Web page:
Videomaker – Learn video production and editing, camera reviews › Forums › Technique › Production Gear › Calling Charles Fulton!…. Your Z800 Review
May 18, 2009 at 2:49 AM #44005
Dear Mister Fulton,
Thank you for your recent review on the HP Z800:
In your article, you stated that the second processor gave no performance benefit:
>>The Z800 handily outperforms its predecessors in the HP workstation line. It is certainly not a slouch in the performance department. We must report, however, that some of the benchmark scores we were getting with the system were lower than the Polywell Core i7-based system we recently reviewed here. In all of the tests that we ran, single-processor and dual-processor performance was largely the same (whether we physically removed the processor or simply disabled it in the BIOS); therefore, at this time we cannot recommend a dual-processor configuration for doing video work with this machine.
I read thereview you cite on the Polywell Core i7:
I can understand that the Polywell Core i7 machine would get great benchmarks with a Quadro CX and two Seagate Cheetah drives in RAID 0,but I am completely baffled that a second physical CPU would have no noticeable increase on performance. Why would eight physical coresnot perform better than four physicalcores? What are the plausible explanations? Is HP’s BIOS funky?
Have you tested other twin-CPU machines and gotten no-noticeable-increase in performance? Also, is it acceptable to ask what kinds of tests you ran?Andwas Sony Vegas (which is optimized for cores) used in your tests?
I appreciate your review. Thank you very much for your time and help.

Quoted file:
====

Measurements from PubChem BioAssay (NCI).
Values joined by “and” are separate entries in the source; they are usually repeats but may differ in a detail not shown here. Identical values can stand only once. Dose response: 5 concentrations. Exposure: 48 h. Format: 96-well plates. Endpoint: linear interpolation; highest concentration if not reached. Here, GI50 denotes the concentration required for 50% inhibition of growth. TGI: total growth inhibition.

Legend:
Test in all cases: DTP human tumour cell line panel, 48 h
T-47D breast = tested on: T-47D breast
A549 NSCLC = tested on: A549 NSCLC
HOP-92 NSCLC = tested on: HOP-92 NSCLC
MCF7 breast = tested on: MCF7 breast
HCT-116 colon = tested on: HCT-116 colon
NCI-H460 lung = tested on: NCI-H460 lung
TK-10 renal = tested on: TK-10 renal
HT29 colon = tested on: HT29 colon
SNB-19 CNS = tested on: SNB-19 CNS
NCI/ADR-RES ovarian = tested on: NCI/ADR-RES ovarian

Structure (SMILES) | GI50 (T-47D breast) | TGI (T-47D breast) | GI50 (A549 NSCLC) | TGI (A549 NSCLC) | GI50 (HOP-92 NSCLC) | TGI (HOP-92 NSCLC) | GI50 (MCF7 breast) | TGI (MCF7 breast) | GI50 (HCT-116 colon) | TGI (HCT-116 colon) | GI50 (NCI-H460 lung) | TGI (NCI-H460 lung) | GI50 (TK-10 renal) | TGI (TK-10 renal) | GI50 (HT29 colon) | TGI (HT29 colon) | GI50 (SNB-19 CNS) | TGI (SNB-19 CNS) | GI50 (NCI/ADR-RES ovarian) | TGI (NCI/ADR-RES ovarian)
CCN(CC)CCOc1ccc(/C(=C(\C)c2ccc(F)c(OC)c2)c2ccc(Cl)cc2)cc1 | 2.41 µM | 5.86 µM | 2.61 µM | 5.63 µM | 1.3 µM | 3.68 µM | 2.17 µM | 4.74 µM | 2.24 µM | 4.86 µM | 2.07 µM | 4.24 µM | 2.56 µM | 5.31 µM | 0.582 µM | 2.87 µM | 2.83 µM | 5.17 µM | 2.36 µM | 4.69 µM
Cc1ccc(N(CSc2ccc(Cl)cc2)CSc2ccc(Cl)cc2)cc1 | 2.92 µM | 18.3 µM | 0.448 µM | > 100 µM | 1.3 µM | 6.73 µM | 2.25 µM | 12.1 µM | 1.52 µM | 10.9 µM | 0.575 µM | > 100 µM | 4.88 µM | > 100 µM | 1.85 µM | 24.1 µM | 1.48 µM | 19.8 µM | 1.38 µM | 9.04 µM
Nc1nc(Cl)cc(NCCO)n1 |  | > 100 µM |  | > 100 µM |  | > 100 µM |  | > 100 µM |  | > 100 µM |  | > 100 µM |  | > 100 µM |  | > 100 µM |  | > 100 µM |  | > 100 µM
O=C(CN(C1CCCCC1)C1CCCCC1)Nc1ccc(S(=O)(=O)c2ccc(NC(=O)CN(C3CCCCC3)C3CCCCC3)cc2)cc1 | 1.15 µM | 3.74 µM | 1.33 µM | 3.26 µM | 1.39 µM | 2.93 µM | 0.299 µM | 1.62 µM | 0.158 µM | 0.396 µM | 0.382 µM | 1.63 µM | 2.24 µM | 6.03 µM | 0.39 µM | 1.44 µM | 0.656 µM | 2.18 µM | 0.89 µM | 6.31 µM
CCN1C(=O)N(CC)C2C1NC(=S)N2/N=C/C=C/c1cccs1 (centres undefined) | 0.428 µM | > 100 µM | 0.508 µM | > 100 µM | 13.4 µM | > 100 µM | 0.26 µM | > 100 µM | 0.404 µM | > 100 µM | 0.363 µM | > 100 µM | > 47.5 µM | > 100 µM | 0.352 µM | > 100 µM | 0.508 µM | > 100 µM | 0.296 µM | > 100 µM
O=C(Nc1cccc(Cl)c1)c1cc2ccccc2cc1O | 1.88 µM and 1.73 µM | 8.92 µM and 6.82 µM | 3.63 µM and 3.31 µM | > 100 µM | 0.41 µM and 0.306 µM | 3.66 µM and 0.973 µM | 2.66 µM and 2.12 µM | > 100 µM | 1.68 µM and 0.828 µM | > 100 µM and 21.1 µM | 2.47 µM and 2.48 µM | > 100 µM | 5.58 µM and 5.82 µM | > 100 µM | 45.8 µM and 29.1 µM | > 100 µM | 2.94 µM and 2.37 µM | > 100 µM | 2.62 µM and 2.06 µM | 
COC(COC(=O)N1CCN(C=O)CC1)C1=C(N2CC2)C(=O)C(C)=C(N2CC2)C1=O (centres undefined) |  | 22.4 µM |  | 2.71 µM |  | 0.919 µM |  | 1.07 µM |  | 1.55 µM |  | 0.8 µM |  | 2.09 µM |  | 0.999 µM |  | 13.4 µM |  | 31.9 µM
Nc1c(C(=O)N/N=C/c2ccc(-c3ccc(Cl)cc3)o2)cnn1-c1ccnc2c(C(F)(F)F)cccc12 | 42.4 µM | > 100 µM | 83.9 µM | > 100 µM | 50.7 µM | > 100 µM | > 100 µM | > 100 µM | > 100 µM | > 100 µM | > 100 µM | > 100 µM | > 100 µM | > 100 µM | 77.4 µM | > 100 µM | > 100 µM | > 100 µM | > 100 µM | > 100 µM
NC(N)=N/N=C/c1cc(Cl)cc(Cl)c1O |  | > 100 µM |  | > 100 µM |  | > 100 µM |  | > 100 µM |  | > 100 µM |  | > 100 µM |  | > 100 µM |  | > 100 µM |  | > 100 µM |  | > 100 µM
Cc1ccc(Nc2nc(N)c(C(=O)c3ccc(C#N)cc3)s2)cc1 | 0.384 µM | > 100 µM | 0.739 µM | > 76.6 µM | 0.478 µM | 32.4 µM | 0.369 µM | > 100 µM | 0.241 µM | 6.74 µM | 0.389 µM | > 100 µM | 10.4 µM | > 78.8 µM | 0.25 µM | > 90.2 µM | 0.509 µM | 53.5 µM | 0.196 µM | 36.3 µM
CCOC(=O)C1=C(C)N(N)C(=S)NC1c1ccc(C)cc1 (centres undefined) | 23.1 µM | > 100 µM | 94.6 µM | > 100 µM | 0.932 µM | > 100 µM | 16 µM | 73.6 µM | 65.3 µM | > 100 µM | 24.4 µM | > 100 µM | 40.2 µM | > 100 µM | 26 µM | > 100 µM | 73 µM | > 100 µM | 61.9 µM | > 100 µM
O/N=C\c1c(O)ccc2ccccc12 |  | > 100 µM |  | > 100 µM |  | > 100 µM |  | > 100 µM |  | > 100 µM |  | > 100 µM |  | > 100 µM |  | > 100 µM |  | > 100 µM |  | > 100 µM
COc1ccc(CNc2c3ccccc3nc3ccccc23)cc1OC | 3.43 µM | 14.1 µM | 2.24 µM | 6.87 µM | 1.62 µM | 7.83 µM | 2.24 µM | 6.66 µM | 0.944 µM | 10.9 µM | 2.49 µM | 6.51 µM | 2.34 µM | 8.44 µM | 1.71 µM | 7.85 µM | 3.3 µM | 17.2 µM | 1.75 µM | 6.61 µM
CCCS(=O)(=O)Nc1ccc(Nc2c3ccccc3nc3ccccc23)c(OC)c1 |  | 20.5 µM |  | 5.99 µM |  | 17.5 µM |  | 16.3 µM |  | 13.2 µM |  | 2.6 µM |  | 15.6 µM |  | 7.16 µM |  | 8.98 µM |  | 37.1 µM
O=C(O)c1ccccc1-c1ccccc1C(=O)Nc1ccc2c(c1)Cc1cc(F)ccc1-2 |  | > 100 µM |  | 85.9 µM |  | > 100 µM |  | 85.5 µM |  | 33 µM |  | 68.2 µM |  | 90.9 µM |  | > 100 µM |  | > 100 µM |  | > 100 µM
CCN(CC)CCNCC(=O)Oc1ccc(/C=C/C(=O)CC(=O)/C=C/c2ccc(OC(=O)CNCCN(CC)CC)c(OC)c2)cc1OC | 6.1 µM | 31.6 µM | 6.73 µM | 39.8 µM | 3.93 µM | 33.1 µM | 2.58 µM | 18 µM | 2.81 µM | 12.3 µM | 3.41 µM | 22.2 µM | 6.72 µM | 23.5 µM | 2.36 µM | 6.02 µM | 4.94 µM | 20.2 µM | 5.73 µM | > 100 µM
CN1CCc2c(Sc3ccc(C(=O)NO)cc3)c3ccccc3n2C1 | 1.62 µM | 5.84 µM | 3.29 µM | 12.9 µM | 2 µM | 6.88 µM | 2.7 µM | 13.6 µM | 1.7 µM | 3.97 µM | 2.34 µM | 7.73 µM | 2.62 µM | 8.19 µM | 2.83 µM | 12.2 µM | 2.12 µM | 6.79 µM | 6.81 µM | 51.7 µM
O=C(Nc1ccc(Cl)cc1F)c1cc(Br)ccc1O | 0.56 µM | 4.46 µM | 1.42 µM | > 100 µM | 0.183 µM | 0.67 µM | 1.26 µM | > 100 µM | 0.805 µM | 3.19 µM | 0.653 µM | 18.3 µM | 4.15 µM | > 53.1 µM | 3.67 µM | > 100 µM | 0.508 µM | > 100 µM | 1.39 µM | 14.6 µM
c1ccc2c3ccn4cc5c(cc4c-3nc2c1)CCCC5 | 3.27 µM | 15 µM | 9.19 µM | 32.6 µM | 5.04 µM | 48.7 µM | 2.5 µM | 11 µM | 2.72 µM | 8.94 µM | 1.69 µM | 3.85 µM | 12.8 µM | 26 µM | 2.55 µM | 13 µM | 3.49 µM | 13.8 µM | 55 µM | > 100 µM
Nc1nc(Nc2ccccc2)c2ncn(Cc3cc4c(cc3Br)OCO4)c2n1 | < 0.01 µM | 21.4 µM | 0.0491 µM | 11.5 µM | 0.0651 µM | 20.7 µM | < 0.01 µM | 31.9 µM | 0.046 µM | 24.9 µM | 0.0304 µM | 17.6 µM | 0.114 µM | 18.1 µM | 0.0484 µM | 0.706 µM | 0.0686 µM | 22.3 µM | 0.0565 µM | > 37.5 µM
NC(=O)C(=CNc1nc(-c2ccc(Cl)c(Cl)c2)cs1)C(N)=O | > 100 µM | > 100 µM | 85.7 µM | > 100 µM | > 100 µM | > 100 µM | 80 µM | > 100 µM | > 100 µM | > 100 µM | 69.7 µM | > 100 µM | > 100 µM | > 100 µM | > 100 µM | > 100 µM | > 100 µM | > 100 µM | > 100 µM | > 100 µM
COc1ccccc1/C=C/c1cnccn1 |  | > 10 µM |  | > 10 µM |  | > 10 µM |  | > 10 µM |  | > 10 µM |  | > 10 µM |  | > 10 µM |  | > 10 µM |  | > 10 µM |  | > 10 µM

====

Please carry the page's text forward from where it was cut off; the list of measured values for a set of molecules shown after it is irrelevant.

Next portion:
May 20, 2009 at 3:28 PM #184373
Thank you for responding so soon. I apologize for all of the questions. It is just that I was eyeballing the Z800, and you blew that out of the water with your”no noticeable increase in performance” remark (and you may have just saved me thousands of dollars).
>>There is a lot of overhead involved in any dual-processor configuration, so you’ll never double your performance versus a single-processor configuration if you go to a dual-processor. However, this is the only time we’ve observed no noticeable increase in performance.
May I please ask, what istheaverageincrease in performance that you noticed on the otherdual processor configurations you have tested?
And is it possible/likely that thelack of increase in performance was specific toCS4? Orwould Sony Vegas likely also have yielded no noticeable increase in performance (even though it is optimized for the number of cores)?
Thank you. This was a very helpful review for me.
May 20, 2009 at 4:25 PM #184374
I thought the ‘observed no notable increase in performance’ with or without the dual CPU’s was way odd. I’ve been checking other reviewers to see if anyone else ran across that. Also, I wanted to see if anyone tested the Z800 with any NLE software. Here are a few of the more informative ones I’ve found:
May 21, 2009 at 4:59 AM #184375
Charles – very muchenjoyed the review of the HP Z800 workstation and especially your last paragraph since the Z800 is more than I can spend or need to spend, however the Z400 is within the budget: <<You can configure one for $2788 that includes a 475W 85% efficiency power supply, an Intel Xeon W3520 2.66GHz quad-core processor, an NVIDIA Quadro FX1800 video card, 6GB of ECC RAM, a 160GB 7200 rpm SATA boot drive and a 500GB 7200 rpm SATA data drive, a tray-loading 16x DVD burner, a FireWire card, an eSATA bulkhead connector, USB keyboard and mouse.>>